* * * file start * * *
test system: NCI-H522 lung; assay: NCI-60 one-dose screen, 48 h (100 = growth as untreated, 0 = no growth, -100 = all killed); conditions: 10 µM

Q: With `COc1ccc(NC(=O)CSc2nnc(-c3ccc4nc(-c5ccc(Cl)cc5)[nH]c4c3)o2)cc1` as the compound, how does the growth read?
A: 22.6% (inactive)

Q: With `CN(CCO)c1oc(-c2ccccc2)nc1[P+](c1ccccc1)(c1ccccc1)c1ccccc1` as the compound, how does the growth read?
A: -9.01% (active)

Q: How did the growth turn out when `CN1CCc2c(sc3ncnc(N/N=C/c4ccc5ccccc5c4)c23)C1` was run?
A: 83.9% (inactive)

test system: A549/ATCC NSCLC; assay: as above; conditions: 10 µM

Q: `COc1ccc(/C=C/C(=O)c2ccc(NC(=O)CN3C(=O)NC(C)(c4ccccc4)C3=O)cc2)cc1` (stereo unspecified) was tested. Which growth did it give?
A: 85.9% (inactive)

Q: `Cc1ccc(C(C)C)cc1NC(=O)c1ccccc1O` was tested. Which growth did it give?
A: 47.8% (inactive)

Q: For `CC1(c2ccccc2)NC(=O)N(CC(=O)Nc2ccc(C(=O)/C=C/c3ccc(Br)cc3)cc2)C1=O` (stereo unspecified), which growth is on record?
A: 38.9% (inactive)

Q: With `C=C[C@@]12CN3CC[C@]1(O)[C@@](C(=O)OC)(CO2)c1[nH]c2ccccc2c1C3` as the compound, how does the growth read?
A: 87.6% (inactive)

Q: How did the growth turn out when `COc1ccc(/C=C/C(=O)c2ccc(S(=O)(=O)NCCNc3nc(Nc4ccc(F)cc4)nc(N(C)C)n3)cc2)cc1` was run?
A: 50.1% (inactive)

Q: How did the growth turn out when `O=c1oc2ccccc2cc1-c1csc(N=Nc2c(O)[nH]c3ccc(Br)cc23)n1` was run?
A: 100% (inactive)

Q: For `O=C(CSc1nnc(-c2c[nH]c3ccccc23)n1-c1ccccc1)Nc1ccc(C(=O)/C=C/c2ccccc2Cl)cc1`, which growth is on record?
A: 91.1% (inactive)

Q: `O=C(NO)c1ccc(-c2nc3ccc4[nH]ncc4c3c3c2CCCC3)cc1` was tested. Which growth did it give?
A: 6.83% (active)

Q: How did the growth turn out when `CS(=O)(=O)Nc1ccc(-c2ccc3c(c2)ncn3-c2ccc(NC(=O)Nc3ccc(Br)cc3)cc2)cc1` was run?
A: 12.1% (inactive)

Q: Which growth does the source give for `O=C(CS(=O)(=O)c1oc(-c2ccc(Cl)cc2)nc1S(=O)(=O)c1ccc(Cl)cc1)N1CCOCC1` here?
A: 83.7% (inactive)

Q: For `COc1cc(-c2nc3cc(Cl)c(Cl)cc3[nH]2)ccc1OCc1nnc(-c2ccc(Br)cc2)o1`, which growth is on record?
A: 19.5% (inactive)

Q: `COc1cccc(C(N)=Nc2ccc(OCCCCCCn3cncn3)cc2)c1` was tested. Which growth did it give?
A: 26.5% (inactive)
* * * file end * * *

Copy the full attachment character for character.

test system: NCI-H522 lung; assay: NCI-60 one-dose screen, 48 h (100 = growth as untreated, 0 = no growth, -100 = all killed); conditions: 10 µM

Q: With `COc1ccc(NC(=O)CSc2nnc(-c3ccc4nc(-c5ccc(Cl)cc5)[nH]c4c3)o2)cc1` as the compound, how does the growth read?
A: 22.6% (inactive)

Q: With `CN(CCO)c1oc(-c2ccccc2)nc1[P+](c1ccccc1)(c1ccccc1)c1ccccc1` as the compound, how does the growth read?
A: -9.01% (active)

Q: How did the growth turn out when `CN1CCc2c(sc3ncnc(N/N=C/c4ccc5ccccc5c4)c23)C1` was run?
A: 83.9% (inactive)

test system: A549/ATCC NSCLC; assay: as above; conditions: 10 µM

Q: `COc1ccc(/C=C/C(=O)c2ccc(NC(=O)CN3C(=O)NC(C)(c4ccccc4)C3=O)cc2)cc1` (stereo unspecified) was tested. Which growth did it give?
A: 85.9% (inactive)

Q: `Cc1ccc(C(C)C)cc1NC(=O)c1ccccc1O` was tested. Which growth did it give?
A: 47.8% (inactive)

Q: For `CC1(c2ccccc2)NC(=O)N(CC(=O)Nc2ccc(C(=O)/C=C/c3ccc(Br)cc3)cc2)C1=O` (stereo unspecified), which growth is on record?
A: 38.9% (inactive)

Q: With `C=C[C@@]12CN3CC[C@]1(O)[C@@](C(=O)OC)(CO2)c1[nH]c2ccccc2c1C3` as the compound, how does the growth read?
A: 87.6% (inactive)

Q: How did the growth turn out when `COc1ccc(/C=C/C(=O)c2ccc(S(=O)(=O)NCCNc3nc(Nc4ccc(F)cc4)nc(N(C)C)n3)cc2)cc1` was run?
A: 50.1% (inactive)

Q: How did the growth turn out when `O=c1oc2ccccc2cc1-c1csc(N=Nc2c(O)[nH]c3ccc(Br)cc23)n1` was run?
A: 100% (inactive)

Q: For `O=C(CSc1nnc(-c2c[nH]c3ccccc23)n1-c1ccccc1)Nc1ccc(C(=O)/C=C/c2ccccc2Cl)cc1`, which growth is on record?
A: 91.1% (inactive)

Q: `O=C(NO)c1ccc(-c2nc3ccc4[nH]ncc4c3c3c2CCCC3)cc1` was tested. Which growth did it give?
A: 6.83% (active)

Q: How did the growth turn out when `CS(=O)(=O)Nc1ccc(-c2ccc3c(c2)ncn3-c2ccc(NC(=O)Nc3ccc(Br)cc3)cc2)cc1` was run?
A: 12.1% (inactive)

Q: Which growth does the source give for `O=C(CS(=O)(=O)c1oc(-c2ccc(Cl)cc2)nc1S(=O)(=O)c1ccc(Cl)cc1)N1CCOCC1` here?
A: 83.7% (inactive)

Q: For `COc1cc(-c2nc3cc(Cl)c(Cl)cc3[nH]2)ccc1OCc1nnc(-c2ccc(Br)cc2)o1`, which growth is on record?
A: 19.5% (inactive)

Q: `COc1cccc(C(N)=Nc2ccc(OCCCCCCn3cncn3)cc2)c1` was tested. Which growth did it give?
A: 26.5% (inactive)